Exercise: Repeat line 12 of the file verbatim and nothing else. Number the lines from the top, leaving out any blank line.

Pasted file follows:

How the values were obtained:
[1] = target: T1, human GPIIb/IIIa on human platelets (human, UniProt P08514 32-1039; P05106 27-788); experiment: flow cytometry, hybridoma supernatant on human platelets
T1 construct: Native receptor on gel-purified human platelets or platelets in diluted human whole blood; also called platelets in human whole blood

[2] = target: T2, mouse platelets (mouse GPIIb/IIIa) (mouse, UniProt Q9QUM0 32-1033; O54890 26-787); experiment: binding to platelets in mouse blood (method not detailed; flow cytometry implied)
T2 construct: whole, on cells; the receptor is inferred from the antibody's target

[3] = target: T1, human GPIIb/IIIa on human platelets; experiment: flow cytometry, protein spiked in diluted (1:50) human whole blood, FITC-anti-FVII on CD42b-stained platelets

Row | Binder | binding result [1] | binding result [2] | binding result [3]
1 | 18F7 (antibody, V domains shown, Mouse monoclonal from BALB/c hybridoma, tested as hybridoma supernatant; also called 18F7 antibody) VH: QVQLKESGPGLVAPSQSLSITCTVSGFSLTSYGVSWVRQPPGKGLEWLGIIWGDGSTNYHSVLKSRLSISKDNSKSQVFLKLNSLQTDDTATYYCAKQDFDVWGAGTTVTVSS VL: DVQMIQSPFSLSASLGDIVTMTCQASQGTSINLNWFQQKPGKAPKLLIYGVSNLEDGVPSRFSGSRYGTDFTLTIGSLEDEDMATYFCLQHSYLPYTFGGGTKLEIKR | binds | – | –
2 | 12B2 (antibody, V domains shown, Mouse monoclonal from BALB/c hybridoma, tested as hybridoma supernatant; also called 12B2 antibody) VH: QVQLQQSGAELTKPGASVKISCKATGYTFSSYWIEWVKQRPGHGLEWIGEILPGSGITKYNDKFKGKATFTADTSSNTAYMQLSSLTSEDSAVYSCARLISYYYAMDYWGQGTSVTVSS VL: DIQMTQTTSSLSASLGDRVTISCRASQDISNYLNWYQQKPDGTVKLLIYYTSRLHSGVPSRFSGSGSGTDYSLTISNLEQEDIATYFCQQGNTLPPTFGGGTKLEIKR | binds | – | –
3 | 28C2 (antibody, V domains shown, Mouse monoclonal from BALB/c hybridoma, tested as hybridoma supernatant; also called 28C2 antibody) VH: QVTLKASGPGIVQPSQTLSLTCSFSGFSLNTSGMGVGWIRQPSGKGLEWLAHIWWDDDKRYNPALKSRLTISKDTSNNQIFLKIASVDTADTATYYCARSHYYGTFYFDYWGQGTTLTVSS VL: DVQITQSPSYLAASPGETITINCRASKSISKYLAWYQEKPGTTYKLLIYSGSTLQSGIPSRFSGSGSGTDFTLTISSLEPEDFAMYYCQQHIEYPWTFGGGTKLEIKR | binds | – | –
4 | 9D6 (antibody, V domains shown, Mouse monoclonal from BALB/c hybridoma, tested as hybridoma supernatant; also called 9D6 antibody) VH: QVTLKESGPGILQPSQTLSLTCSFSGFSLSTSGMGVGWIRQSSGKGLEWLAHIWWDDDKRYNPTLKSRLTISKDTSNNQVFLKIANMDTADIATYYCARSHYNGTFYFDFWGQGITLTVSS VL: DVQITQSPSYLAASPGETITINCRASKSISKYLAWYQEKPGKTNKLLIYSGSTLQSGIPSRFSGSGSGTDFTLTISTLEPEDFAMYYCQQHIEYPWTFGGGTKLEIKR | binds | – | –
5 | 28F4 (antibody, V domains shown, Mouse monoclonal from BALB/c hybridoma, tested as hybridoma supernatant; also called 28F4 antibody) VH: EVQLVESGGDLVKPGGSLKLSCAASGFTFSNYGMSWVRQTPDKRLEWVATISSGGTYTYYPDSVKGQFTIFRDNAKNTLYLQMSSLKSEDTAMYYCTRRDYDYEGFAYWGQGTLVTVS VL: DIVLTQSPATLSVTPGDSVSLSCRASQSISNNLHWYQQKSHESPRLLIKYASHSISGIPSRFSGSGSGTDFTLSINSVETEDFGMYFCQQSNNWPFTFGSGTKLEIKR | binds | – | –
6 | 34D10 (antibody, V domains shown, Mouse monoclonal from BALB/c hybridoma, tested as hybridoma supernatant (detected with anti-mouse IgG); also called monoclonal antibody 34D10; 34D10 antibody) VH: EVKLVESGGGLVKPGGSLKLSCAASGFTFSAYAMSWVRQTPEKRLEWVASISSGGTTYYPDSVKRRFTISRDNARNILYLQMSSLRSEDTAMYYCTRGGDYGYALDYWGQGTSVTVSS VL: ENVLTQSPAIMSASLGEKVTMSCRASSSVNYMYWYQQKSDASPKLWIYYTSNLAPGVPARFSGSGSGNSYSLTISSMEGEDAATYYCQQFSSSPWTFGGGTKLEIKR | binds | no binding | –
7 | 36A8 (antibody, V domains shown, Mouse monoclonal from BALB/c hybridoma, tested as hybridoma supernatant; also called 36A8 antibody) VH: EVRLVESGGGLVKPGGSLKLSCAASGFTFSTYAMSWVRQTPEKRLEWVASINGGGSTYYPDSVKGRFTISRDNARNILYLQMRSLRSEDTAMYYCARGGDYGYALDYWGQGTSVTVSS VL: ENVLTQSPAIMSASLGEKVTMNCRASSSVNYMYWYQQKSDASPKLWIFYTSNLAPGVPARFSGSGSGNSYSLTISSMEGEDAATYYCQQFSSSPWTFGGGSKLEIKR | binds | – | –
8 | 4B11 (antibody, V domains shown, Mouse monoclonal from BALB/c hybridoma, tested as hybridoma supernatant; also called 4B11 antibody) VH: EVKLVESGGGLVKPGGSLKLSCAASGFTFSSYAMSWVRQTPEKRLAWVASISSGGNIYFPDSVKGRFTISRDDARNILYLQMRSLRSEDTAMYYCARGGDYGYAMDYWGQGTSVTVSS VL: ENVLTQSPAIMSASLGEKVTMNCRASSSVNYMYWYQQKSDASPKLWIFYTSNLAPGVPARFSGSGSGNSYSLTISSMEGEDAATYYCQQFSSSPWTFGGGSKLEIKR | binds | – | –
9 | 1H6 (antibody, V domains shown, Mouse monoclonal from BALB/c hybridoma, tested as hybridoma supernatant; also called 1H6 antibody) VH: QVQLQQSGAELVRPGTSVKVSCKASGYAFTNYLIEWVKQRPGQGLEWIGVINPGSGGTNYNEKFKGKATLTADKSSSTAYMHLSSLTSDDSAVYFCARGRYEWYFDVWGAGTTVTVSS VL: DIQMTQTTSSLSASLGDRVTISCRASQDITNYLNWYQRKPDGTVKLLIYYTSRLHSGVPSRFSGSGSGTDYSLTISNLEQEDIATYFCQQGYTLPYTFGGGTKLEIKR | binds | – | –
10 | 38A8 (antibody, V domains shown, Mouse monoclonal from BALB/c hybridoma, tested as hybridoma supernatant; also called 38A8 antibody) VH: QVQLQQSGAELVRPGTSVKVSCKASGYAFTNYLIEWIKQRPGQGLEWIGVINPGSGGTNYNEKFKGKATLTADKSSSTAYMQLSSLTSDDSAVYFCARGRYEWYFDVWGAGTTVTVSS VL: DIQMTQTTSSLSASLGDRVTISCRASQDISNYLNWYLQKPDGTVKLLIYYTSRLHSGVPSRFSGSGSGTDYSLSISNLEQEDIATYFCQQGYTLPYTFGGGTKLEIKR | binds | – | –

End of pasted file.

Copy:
5 | 28F4 (antibody, V domains shown, Mouse monoclonal from BALB/c hybridoma, tested as hybridoma supernatant; also called 28F4 antibody) VH: EVQLVESGGDLVKPGGSLKLSCAASGFTFSNYGMSWVRQTPDKRLEWVATISSGGTYTYYPDSVKGQFTIFRDNAKNTLYLQMSSLKSEDTAMYYCTRRDYDYEGFAYWGQGTLVTVS VL: DIVLTQSPATLSVTPGDSVSLSCRASQSISNNLHWYQQKSHESPRLLIKYASHSISGIPSRFSGSGSGTDFTLSINSVETEDFGMYFCQQSNNWPFTFGSGTKLEIKR | binds | – | –